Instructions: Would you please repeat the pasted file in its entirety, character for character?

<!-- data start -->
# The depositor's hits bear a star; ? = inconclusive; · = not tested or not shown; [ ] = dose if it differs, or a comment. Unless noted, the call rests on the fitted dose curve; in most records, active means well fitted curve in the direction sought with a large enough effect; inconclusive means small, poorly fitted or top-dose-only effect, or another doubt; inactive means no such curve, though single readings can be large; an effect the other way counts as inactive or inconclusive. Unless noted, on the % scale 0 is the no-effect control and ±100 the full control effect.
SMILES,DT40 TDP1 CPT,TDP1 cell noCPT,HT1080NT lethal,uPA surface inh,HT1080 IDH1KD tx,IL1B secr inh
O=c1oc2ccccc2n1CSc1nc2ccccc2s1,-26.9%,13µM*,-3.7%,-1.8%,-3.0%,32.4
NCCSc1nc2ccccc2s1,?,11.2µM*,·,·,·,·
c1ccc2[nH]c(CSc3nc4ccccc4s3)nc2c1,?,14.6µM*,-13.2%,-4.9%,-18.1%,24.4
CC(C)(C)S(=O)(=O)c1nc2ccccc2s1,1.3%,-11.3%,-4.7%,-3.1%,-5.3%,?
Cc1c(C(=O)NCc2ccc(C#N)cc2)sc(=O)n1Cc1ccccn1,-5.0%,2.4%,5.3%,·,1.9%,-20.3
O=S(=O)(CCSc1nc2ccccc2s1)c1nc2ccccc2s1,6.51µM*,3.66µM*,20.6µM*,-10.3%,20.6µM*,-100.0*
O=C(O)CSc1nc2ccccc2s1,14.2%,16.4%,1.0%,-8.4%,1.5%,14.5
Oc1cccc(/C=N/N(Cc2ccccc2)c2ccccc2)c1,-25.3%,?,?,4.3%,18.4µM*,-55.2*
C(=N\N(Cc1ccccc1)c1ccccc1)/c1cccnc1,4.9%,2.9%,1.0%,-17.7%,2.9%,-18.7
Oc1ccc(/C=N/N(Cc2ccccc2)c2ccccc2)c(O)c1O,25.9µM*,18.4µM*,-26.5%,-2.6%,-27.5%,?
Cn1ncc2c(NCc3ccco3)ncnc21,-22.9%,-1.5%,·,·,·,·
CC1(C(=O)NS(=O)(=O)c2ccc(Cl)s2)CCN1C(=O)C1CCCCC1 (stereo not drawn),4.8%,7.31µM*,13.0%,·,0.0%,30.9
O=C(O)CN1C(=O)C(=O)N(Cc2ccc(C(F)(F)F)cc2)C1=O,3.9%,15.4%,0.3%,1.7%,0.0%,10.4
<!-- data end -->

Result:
# The depositor's hits bear a star; ? = inconclusive; · = not tested or not shown; [ ] = dose if it differs, or a comment. Unless noted, the call rests on the fitted dose curve; in most records, active means well fitted curve in the direction sought with a large enough effect; inconclusive means small, poorly fitted or top-dose-only effect, or another doubt; inactive means no such curve, though single readings can be large; an effect the other way counts as inactive or inconclusive. Unless noted, on the % scale 0 is the no-effect control and ±100 the full control effect.
SMILES,DT40 TDP1 CPT,TDP1 cell noCPT,HT1080NT lethal,uPA surface inh,HT1080 IDH1KD tx,IL1B secr inh
O=c1oc2ccccc2n1CSc1nc2ccccc2s1,-26.9%,13µM*,-3.7%,-1.8%,-3.0%,32.4
NCCSc1nc2ccccc2s1,?,11.2µM*,·,·,·,·
c1ccc2[nH]c(CSc3nc4ccccc4s3)nc2c1,?,14.6µM*,-13.2%,-4.9%,-18.1%,24.4
CC(C)(C)S(=O)(=O)c1nc2ccccc2s1,1.3%,-11.3%,-4.7%,-3.1%,-5.3%,?
Cc1c(C(=O)NCc2ccc(C#N)cc2)sc(=O)n1Cc1ccccn1,-5.0%,2.4%,5.3%,·,1.9%,-20.3
O=S(=O)(CCSc1nc2ccccc2s1)c1nc2ccccc2s1,6.51µM*,3.66µM*,20.6µM*,-10.3%,20.6µM*,-100.0*
O=C(O)CSc1nc2ccccc2s1,14.2%,16.4%,1.0%,-8.4%,1.5%,14.5
Oc1cccc(/C=N/N(Cc2ccccc2)c2ccccc2)c1,-25.3%,?,?,4.3%,18.4µM*,-55.2*
C(=N\N(Cc1ccccc1)c1ccccc1)/c1cccnc1,4.9%,2.9%,1.0%,-17.7%,2.9%,-18.7
Oc1ccc(/C=N/N(Cc2ccccc2)c2ccccc2)c(O)c1O,25.9µM*,18.4µM*,-26.5%,-2.6%,-27.5%,?
Cn1ncc2c(NCc3ccco3)ncnc21,-22.9%,-1.5%,·,·,·,·
CC1(C(=O)NS(=O)(=O)c2ccc(Cl)s2)CCN1C(=O)C1CCCCC1 (stereo not drawn),4.8%,7.31µM*,13.0%,·,0.0%,30.9
O=C(O)CN1C(=O)C(=O)N(Cc2ccc(C(F)(F)F)cc2)C1=O,3.9%,15.4%,0.3%,1.7%,0.0%,10.4